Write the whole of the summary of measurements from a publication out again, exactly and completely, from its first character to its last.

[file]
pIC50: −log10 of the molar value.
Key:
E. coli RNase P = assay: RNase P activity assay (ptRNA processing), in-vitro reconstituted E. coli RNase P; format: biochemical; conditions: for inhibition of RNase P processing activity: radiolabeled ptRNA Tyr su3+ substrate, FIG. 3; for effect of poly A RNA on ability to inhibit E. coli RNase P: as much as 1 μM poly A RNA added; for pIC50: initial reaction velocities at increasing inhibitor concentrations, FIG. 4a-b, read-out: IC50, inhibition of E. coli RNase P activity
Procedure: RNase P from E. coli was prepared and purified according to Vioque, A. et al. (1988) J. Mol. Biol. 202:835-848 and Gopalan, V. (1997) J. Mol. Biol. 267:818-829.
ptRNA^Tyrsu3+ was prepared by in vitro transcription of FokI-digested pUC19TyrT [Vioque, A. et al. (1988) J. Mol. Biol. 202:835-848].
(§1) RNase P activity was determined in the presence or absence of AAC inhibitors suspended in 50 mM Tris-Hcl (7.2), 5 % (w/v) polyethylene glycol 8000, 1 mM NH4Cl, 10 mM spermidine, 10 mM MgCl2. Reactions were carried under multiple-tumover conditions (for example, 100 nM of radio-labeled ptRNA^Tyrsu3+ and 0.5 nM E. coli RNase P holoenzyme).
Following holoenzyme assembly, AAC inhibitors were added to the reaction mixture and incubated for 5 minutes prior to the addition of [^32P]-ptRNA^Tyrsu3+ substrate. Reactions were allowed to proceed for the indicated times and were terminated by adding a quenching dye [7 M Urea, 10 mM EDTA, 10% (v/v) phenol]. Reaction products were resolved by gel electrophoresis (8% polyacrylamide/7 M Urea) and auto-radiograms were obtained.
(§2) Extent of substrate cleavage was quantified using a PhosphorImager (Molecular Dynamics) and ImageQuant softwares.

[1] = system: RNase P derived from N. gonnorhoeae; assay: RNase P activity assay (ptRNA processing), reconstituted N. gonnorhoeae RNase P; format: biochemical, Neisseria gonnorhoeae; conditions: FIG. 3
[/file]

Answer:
pIC50: −log10 of the molar value.
Key:
E. coli RNase P = assay: RNase P activity assay (ptRNA processing), in-vitro reconstituted E. coli RNase P; format: biochemical; conditions: for inhibition of RNase P processing activity: radiolabeled ptRNA Tyr su3+ substrate, FIG. 3; for effect of poly A RNA on ability to inhibit E. coli RNase P: as much as 1 μM poly A RNA added; for pIC50: initial reaction velocities at increasing inhibitor concentrations, FIG. 4a-b, read-out: IC50, inhibition of E. coli RNase P activity
Procedure: RNase P from E. coli was prepared and purified according to Vioque, A. et al. (1988) J. Mol. Biol. 202:835-848 and Gopalan, V. (1997) J. Mol. Biol. 267:818-829.
ptRNA^Tyrsu3+ was prepared by in vitro transcription of FokI-digested pUC19TyrT [Vioque, A. et al. (1988) J. Mol. Biol. 202:835-848].
(§1) RNase P activity was determined in the presence or absence of AAC inhibitors suspended in 50 mM Tris-Hcl (7.2), 5 % (w/v) polyethylene glycol 8000, 1 mM NH4Cl, 10 mM spermidine, 10 mM MgCl2. Reactions were carried under multiple-tumover conditions (for example, 100 nM of radio-labeled ptRNA^Tyrsu3+ and 0.5 nM E. coli RNase P holoenzyme).
Following holoenzyme assembly, AAC inhibitors were added to the reaction mixture and incubated for 5 minutes prior to the addition of [^32P]-ptRNA^Tyrsu3+ substrate. Reactions were allowed to proceed for the indicated times and were terminated by adding a quenching dye [7 M Urea, 10 mM EDTA, 10% (v/v) phenol]. Reaction products were resolved by gel electrophoresis (8% polyacrylamide/7 M Urea) and auto-radiograms were obtained.
(§2) Extent of substrate cleavage was quantified using a PhosphorImager (Molecular Dynamics) and ImageQuant softwares.

[1] = system: RNase P derived from N. gonnorhoeae; assay: RNase P activity assay (ptRNA processing), reconstituted N. gonnorhoeae RNase P; format: biochemical, Neisseria gonnorhoeae; conditions: FIG. 3